Collaborative divorce benefits fathers because it helps them get the parenting time they want without the stress of a contentious divorce. Collaborative divorces are a type of alternative dispute resolution (ADR) that enables divorcing couples to settle their divorce outside of court.

Collaborative divorce occurs when each spouse is represented by their own divorce attorney while discussing important aspects of their dissolution, such as the division of property, spousal support, child custody, and child support. There are several reasons why a father can benefit from a collaborative divorce.

Collaborative Divorce Benefits

Collaborative divorce can benefit couples, whether they agree on aspects of their separation agreement or not. The goal of collaborative divorce is to help parties reach a compromise. This is especially useful for parents who are trying to determine a fair and supportive parenting plan.

Some of the benefits of a collaborative divorce include:

Easier on the Whole Family

The greatest benefit for fathers in a collaborative divorce is that it is less stressful and easier on the entire family. The lowered stress on parents will be apparent to children, and a lower number of court appearances makes the process easier for them.

It is also beneficial because the process does not take as long. If a child’s wishes are needed for the negotiations, a collaborative divorce scenario is much less overwhelming and high-stakes. A collaborative divorce can help children feel more at ease with the difficult process.

Creates Co-Parenting Foundation

Collaborative divorce enables spouses to collaborate together on important divorce aspects, including their children’s welfare. When parents work together for their children’s interests, it creates an effective beginning for their co-parenting relationship. Children are also able to see their parents working together, which is beneficial for them.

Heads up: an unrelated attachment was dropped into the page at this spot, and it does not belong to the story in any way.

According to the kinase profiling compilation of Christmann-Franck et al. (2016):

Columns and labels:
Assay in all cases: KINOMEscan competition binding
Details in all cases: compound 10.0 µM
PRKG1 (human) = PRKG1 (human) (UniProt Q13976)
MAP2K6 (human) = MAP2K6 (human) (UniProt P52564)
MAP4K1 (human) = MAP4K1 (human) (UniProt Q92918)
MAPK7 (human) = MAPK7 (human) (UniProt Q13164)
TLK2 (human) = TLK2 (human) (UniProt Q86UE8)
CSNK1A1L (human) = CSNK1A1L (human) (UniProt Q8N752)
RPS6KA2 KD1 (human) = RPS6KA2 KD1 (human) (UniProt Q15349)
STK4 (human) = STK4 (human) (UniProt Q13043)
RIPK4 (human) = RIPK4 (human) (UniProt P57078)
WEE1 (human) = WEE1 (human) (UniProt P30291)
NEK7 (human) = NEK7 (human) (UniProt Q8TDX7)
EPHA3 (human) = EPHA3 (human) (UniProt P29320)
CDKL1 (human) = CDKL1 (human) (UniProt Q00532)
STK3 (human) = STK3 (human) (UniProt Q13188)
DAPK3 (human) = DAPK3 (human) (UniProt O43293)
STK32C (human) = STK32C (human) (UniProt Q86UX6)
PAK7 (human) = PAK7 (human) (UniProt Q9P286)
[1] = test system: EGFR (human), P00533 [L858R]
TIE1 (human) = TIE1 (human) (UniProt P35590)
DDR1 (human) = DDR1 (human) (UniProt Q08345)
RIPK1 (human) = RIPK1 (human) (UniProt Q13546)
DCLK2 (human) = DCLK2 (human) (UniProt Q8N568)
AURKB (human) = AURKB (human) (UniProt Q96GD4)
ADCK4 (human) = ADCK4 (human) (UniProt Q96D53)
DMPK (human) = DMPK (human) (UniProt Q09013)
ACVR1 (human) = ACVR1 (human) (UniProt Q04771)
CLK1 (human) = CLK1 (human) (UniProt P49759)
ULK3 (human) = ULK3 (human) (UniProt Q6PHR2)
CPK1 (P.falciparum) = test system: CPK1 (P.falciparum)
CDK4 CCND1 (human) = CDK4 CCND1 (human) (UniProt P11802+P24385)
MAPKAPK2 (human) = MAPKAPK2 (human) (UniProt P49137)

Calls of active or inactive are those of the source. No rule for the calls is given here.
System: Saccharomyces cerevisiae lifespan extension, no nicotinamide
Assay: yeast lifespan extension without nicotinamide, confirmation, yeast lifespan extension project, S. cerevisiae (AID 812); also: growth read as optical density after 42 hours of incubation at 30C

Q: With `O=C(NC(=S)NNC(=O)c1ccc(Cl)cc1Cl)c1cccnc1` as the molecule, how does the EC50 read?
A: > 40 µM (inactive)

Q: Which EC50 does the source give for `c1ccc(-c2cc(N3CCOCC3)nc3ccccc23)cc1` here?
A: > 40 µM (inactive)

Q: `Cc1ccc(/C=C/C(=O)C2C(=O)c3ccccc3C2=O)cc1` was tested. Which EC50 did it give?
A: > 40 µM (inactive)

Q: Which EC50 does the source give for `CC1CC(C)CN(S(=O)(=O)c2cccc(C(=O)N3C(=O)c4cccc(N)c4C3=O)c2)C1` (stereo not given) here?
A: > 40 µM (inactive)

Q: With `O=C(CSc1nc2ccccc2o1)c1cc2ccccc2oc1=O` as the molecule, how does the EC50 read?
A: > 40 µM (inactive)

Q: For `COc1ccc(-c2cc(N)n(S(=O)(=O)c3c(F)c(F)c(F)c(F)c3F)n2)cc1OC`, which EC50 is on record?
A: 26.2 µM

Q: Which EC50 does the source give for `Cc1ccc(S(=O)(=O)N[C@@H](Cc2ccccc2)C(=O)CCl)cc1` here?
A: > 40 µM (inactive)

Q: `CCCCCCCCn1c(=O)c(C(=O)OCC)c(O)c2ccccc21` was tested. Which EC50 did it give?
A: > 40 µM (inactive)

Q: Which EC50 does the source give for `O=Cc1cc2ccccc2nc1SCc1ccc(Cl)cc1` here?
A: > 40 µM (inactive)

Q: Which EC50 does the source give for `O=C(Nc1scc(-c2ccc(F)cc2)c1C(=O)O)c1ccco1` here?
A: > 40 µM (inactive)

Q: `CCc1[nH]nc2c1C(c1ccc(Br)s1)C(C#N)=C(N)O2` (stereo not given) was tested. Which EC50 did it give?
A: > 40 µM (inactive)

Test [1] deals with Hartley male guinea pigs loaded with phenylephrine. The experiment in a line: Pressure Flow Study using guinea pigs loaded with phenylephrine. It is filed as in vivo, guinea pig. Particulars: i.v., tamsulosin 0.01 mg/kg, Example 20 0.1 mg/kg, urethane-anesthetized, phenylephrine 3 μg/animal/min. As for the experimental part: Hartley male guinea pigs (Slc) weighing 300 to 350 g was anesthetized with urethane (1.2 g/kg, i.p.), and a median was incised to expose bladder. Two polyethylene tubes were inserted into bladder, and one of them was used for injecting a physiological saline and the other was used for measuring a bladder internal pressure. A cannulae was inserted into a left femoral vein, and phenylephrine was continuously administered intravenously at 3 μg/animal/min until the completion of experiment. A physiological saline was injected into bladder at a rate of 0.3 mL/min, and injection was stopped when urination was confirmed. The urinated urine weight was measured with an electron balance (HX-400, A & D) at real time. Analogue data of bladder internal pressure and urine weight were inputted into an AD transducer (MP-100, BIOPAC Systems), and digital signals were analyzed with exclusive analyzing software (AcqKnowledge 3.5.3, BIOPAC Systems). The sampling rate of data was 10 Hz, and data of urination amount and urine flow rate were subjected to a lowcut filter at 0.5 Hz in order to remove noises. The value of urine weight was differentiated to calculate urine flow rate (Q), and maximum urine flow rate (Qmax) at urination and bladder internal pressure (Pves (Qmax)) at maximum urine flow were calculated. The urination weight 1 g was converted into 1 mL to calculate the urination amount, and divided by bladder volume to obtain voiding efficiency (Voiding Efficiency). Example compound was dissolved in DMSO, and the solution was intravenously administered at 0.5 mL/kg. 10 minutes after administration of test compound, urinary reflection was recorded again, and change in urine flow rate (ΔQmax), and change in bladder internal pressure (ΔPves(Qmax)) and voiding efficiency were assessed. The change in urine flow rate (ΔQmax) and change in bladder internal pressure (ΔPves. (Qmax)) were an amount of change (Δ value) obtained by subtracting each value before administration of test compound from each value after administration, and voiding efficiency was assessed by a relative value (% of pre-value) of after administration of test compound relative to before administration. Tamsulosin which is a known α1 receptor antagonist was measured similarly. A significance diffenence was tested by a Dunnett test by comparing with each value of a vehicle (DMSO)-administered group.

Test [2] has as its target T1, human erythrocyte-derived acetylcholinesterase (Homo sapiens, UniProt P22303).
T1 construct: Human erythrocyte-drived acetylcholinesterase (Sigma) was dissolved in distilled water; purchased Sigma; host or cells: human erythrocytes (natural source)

Less Expensive

A collaborative divorce is significantly less expensive than litigation. Litigation may require multiple court dates, several court costs, and much higher attorney fees. Attorneys tend to charge higher rates for litigated divorces, and the amount of time litigation takes will also increase these costs. Litigation also frequently encourages contention between spouses, making the process even longer.

A collaborative divorce has fewer of these costs and is flexible for your schedule. In court cases, you must meet based on the availability of the court and at the court’s location. Collaborative divorce enables you to meet with your spouse at a closer location and in accordance with both your schedules.

Less Time-Consuming

Due to not waiting for the court’s availability, and because spouses are able to work together rather than against each other, collaborative divorces are much faster. A litigated divorce can take a year or up to several years to resolve. Often, a collaborative divorce can be settled in several months. A faster finalization enables both parents and their children to move on from the stressful process and begin to adapt to their new lives.

More Control

A litigated divorce will be decided by the family law judge. Although spouses can advocate for their wishes, the court has the final say. Spouses can increase the effectiveness of advocacy with an attorney, but the court will decide anything not already agreed on in a separation agreement. Though the judge will work with the information provided, they do not know your family and their needs as well as you do.